When you compile a list of NHRA POWERade pros who have logged 10 to 20 years of their lives in pursuit of a Funny Car championship but have fallen short, some rather impressive names wind up appearing on that list.
For example, Ron Capps entered the category in 1997; Tim Wilkerson debuted in the class a year earlier. Gary Densham's Funny Car career began way back in 1979 while Jim Head's kicked off in 1980. Scott Kalitta has bounced back and forth between Top Fuel and Funny Car since 1982 and won back-to-back T/F titles in 1994 and 1995 -- but not in F/C.
Then there's Del Worsham.
The 38-year-old veteran is a second-generation racer whose father, Chuck, has handed his knowledge of the sport down to his talented son, who is as much at home behind the wheel of their Checker Schuck's Kragen Chevy Impala SS race car as he is digging in and working the wrenches between rounds. Del has never competed in organized drag racing in anything other than a nitro-fueled machine, and the 1991 NHRA Rookie of the Year has national event experience in both nitro categories.
In 2004, the Worsham family enjoyed its best points finish to date, ending the season in second place behind John Force, but since then, event wins and strong points finishes have been in short supply -- a situation that is making Worsham's 2008 run for his first POWERade championship an exercise in futility.
Worsham's '08 tally sheet after 10 national events is sketchy at best. The team celebrated a victory in Houston in March, but that victory has been overshadowed by four DNQs -- including at his sponsor's event in Phoenix -- three first-round losses, and a distant 13th place in the POWERade standings.
Worsham is pulling no punches, not making feeble apologies, nor playing the blame game to explain why he and his team are in the midst of a dry spell that could prevent them from advancing to the Countdown to One at the end of August.
"It's true that the competition level in the Funny Car class is pretty much at a modern all-time high, I will give you that, but it's still unacceptable to us to have four DNQs on our record in one year, let alone by the beginning of June," said Worsham, who is regrouping after his latest DNQ in Joliet, Ill., last week and preparing for the next race in Englishtown, N.J., on June 20-22.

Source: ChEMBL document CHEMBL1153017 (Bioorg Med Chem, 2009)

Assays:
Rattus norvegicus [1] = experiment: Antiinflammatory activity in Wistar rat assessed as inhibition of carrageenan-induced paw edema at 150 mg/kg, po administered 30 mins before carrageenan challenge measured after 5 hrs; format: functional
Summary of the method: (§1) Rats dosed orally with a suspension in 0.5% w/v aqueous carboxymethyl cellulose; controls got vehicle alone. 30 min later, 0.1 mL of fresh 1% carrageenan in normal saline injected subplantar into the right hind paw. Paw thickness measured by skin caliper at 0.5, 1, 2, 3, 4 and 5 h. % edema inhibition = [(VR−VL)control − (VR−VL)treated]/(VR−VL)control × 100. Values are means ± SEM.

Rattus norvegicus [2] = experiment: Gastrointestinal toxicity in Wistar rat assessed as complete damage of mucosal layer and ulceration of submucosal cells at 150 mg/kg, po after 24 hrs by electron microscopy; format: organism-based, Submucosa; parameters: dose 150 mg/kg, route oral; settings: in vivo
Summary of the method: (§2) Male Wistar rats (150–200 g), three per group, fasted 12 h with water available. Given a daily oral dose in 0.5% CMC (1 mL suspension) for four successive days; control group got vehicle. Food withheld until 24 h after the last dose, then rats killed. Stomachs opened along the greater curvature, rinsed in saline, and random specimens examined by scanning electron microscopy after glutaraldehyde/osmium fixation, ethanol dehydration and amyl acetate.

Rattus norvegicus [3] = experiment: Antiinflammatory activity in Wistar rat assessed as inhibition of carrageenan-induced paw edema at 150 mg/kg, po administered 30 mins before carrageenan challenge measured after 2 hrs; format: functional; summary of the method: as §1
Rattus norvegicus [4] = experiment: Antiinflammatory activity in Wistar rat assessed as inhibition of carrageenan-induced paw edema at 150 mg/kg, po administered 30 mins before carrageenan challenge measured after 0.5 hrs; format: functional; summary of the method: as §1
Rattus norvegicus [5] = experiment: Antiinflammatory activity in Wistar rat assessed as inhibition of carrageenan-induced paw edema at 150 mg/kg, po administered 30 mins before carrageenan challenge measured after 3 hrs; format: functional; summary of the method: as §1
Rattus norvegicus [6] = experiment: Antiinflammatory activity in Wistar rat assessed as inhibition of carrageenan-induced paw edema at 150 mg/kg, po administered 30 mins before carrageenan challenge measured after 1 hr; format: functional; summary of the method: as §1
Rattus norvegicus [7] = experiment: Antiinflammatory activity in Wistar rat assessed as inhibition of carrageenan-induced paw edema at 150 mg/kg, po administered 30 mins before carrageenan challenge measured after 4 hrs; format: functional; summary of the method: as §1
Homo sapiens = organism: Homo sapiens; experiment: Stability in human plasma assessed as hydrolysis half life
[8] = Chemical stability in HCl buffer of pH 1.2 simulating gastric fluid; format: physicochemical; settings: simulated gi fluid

"That's the best word I can come up with, unacceptable, because that's exactly how every person on this team feels about it. It's hard to believe, even though I've lived through every minute of it and it's definitely for real."
It has been a challenging year across the board in Funny Car, with new rules and safety regulations requiring teams to add weight to their race cars and adjust their combinations to compensate. Some crew chiefs have had better luck than others finding the elusive balance that these 8,000-horsepower creations demand, but again, Worsham's attitude about what he and his CSK team need to do comes back to focusing on the "what now" and not the "what if."
"There are lots of ways to DNQ, and every team out here has lived through most of them," Worsham said. "It can be bad luck, the weather can be involved, or it can just be a bad tuneup, and I think we've covered just about all the possibilities so far in 2008.
"If there's one key to it, in my mind, it's how we've been racing on Fridays at each event. It's so critical to get well up into the field on Friday, and far too many times we've missed both ways on the Friday runs. Whether it's too aggressive on [the] afternoon session, and then too conservative during the later run, or just the opposite, we haven't been able to get it right on Friday very often, and that puts you in that defensive Saturday situation where you have to just get down the track.
"That's no way to race, and when it gets in your mind that you're trying more not to make a mistake, rather than trying to go out there and succeed, it can mess everything up, including your mood and your decision-making."
Even Worsham's Funny Car adversaries sense the frustration and exasperation the CSK operation is fighting through. One of the Worsham team's most respectful admirers is Force, a 14-time POWERade champion and the sport's winningest driver.
"Those are good people over there," Force said. "They race you clean, they race hard, and it's all about family over there, which is what we try to have with our team. I know what it's like to be on the ropes no matter what you try to get your hot rod to do, but that kid and his old man are fighters and they've whipped up on me enough that I know they'll be looking to do it again before too long."
For Del and Chuck Worsham, that can't happen soon enough. With eight more national events remaining for them to climb into the top 10 and advance into the Countdown tournament, first-round losses and DNQs will have to become a thing of the past. Then, and only then, can they take solid aim at that first POWERade championship that has escaped their grasp for nearly 20 years.
Bill Stephens covers the NHRA for ESPN.com.